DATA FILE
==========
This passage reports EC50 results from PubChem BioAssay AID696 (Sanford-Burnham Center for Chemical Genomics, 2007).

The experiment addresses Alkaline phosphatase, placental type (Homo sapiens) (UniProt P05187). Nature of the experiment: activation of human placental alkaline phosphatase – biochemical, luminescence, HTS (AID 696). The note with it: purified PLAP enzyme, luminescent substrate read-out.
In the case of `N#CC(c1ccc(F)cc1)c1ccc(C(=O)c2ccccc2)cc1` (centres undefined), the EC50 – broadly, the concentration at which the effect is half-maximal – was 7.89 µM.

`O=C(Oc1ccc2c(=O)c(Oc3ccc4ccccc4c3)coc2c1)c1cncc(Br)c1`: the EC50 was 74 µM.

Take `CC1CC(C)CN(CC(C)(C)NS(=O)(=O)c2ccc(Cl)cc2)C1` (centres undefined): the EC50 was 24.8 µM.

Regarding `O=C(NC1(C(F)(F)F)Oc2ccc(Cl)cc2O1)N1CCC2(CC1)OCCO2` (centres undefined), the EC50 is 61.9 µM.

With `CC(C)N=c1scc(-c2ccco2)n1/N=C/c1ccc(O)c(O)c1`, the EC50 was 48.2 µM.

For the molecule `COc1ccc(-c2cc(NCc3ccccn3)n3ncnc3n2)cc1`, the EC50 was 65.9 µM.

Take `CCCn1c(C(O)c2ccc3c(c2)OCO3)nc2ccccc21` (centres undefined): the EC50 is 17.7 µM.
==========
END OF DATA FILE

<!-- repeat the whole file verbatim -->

This passage reports EC50 results from PubChem BioAssay AID696 (Sanford-Burnham Center for Chemical Genomics, 2007).

The experiment addresses Alkaline phosphatase, placental type (Homo sapiens) (UniProt P05187). Nature of the experiment: activation of human placental alkaline phosphatase – biochemical, luminescence, HTS (AID 696). The note with it: purified PLAP enzyme, luminescent substrate read-out.
In the case of `N#CC(c1ccc(F)cc1)c1ccc(C(=O)c2ccccc2)cc1` (centres undefined), the EC50 – broadly, the concentration at which the effect is half-maximal – was 7.89 µM.

`O=C(Oc1ccc2c(=O)c(Oc3ccc4ccccc4c3)coc2c1)c1cncc(Br)c1`: the EC50 was 74 µM.

Take `CC1CC(C)CN(CC(C)(C)NS(=O)(=O)c2ccc(Cl)cc2)C1` (centres undefined): the EC50 was 24.8 µM.

Regarding `O=C(NC1(C(F)(F)F)Oc2ccc(Cl)cc2O1)N1CCC2(CC1)OCCO2` (centres undefined), the EC50 is 61.9 µM.

With `CC(C)N=c1scc(-c2ccco2)n1/N=C/c1ccc(O)c(O)c1`, the EC50 was 48.2 µM.

For the molecule `COc1ccc(-c2cc(NCc3ccccn3)n3ncnc3n2)cc1`, the EC50 was 65.9 µM.

Take `CCCn1c(C(O)c2ccc3c(c2)OCO3)nc2ccccc21` (centres undefined): the EC50 is 17.7 µM.